Making Your Own Dog Food
Have a picky eater on your hands? Don’t trust commercial dog food brands? The thought of crafting gourmet dog food at home has likely crossed your mind. Many pet owners opt for a diet that’s filled with fresh, raw foods for themselves and their dogs. Here are some benefits and risks that are associated with DIY dog food whether it’s the cooked or raw variety.
Is It Safe?
The short answer is “yes.” However, there are some caveats. Homemade dog foods bypass the rigorous standards and safety testing that commercial dog foods must undergo. Commercial dog food products are made to be shelf stable and easily stored. Your homemade dog food must be stored properly, or the product will spoil and make your dog sick.
The benefits of homemade dog food outweigh the risks for many pet parents. Although AAFCO has strict standards for commercial dog food products, many popular brands are full of artificial flavorings, chemical dyes, and preservatives. Some dogs are allergic to common ingredients in commercial dog food products. When you make your dog’s food at home, you can tailor the ingredients to avoid allergy-causing foods, fillers, and chemical additives that rob your dog of good health.
Homemade dog food is often tastier and more satisfying to dogs than commercial dog food. Once you begin giving your dog homemade meals, you’ll have to maintain the chore. She’ll soon consider commercial dog food a downgrade to her standard of living.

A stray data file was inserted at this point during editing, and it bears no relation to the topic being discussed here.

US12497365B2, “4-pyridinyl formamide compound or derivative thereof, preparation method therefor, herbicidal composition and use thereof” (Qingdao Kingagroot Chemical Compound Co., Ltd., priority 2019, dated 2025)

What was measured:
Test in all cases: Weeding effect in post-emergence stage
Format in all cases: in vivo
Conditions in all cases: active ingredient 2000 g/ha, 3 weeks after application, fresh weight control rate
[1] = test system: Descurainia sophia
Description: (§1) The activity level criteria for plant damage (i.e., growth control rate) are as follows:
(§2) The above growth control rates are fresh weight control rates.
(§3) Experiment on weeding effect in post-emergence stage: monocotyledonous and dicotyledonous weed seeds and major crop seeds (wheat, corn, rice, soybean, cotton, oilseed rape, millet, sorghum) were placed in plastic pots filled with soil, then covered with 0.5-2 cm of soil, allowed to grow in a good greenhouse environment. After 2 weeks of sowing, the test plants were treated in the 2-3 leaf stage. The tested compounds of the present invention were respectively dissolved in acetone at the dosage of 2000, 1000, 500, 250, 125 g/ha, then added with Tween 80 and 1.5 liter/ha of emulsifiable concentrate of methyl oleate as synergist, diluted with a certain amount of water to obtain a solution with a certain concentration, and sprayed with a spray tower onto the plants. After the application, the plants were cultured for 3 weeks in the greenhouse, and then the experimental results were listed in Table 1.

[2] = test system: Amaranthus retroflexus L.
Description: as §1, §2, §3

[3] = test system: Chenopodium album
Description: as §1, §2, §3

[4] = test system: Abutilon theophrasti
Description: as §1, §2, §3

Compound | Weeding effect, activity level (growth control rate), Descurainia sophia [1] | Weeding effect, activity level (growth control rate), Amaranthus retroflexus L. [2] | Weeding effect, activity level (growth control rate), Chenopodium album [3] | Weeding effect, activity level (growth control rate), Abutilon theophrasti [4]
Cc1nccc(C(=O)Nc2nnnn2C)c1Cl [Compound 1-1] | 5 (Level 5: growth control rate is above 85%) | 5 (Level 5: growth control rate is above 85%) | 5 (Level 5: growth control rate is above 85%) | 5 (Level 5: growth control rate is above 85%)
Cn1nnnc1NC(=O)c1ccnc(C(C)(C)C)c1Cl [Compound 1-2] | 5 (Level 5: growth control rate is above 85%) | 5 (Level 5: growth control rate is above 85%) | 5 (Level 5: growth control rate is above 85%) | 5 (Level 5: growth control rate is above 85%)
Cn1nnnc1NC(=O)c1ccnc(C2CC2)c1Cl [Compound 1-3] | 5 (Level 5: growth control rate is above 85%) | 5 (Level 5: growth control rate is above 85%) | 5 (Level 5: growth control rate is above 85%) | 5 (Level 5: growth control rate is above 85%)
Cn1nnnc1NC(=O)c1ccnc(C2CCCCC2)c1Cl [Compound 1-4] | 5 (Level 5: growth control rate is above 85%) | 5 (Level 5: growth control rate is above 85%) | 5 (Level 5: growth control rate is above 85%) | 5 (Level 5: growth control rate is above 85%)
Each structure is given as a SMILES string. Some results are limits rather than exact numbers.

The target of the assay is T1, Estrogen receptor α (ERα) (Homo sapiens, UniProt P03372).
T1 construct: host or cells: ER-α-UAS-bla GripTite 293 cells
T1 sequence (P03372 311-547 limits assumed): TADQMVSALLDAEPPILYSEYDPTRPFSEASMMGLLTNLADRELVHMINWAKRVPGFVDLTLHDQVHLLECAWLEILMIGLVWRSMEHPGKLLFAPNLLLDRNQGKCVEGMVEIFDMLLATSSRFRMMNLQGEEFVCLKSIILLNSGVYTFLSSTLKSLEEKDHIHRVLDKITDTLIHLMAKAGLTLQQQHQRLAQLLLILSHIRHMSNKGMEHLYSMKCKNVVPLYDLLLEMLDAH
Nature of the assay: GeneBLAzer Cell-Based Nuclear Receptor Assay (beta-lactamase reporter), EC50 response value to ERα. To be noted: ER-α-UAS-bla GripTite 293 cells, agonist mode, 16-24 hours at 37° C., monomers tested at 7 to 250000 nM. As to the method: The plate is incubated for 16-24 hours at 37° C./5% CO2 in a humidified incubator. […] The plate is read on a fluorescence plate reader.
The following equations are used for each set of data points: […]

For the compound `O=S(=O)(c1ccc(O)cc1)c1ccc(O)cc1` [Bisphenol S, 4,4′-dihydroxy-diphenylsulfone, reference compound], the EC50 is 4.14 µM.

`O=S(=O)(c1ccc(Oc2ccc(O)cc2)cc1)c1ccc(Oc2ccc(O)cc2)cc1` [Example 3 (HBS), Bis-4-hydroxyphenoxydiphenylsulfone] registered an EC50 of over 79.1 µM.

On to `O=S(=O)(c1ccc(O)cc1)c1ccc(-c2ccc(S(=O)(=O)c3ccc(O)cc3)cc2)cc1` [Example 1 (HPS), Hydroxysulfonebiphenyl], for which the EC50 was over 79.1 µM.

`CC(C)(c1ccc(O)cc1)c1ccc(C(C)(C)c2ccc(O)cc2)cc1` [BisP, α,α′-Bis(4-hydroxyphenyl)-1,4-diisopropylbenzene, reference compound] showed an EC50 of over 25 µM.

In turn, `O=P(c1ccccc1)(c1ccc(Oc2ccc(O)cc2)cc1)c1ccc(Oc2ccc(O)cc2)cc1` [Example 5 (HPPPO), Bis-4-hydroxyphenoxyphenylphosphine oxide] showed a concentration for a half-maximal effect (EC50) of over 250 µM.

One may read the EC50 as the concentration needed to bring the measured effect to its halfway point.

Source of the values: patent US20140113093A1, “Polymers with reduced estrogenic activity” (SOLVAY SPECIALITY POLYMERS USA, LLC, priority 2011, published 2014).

The Challenge of Achieving Balance
One of the biggest risks to making your own dog food is nutritional imbalance. AAFCO, dog food manufacturers, and other veterinary organizations do a lot of research to establish food formulas that give pups adequate nutrition. Getting the ratios of micro to macro nutrients wrong results in a poorly nourished dog. A way that many pet parents avoid nutritional deficiencies with homemade food products is by adopting vet-approved recipes.
Common sense has taken center stage with pet parents who have to decide between feeding their furry friends fresh, homemade dog food or commercial dog food preparations. We know that fresh, raw foods are the building blocks for healthy living in humans, so they possibly work the same wonders for canines. The anecdotal evidence is astounding in many cases.
Owners of dogs that have chronic medical conditions have reported great results when they put their pets on a raw, whole-foods diet that includes fresh vegetables and clean, high-quality meats. Shinier coats, healthier skin and teeth, and higher energy level are some of the beneficial side effects of a properly proportioned raw food diet.
Dr. Doug Knueven of Beaver Animal Clinic in Pennsylvania said that most animals would benefit more from a raw, home-prepared diet than from one that consisted of commercially processed foods. He doesn’t recommend raw food diets for all dogs, however. He said that puppies, dogs that have cancers, and pups with late-stage kidney failure are better served with cooked meals or commercial preparations.